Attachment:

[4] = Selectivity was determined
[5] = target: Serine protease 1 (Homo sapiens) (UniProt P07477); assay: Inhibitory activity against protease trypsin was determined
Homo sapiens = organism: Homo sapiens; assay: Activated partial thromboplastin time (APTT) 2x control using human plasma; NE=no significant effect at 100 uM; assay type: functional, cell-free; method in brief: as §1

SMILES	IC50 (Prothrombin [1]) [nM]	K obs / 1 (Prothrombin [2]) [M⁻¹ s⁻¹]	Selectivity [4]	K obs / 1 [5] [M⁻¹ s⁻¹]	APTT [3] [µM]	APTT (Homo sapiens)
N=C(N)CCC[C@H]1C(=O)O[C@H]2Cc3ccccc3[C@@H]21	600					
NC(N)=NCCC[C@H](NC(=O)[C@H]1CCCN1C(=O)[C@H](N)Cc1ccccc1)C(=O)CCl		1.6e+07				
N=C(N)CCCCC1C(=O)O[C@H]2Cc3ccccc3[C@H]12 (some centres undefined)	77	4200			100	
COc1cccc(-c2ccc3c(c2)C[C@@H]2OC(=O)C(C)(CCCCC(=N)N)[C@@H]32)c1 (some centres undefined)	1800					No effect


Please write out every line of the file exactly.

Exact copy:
[4] = Selectivity was determined
[5] = target: Serine protease 1 (Homo sapiens) (UniProt P07477); assay: Inhibitory activity against protease trypsin was determined
Homo sapiens = organism: Homo sapiens; assay: Activated partial thromboplastin time (APTT) 2x control using human plasma; NE=no significant effect at 100 uM; assay type: functional, cell-free; method in brief: as §1

SMILES	IC50 (Prothrombin [1]) [nM]	K obs / 1 (Prothrombin [2]) [M⁻¹ s⁻¹]	Selectivity [4]	K obs / 1 [5] [M⁻¹ s⁻¹]	APTT [3] [µM]	APTT (Homo sapiens)
N=C(N)CCC[C@H]1C(=O)O[C@H]2Cc3ccccc3[C@@H]21	600					
NC(N)=NCCC[C@H](NC(=O)[C@H]1CCCN1C(=O)[C@H](N)Cc1ccccc1)C(=O)CCl		1.6e+07				
N=C(N)CCCCC1C(=O)O[C@H]2Cc3ccccc3[C@H]12 (some centres undefined)	77	4200			100	
COc1cccc(-c2ccc3c(c2)C[C@@H]2OC(=O)C(C)(CCCCC(=N)N)[C@@H]32)c1 (some centres undefined)	1800					No effect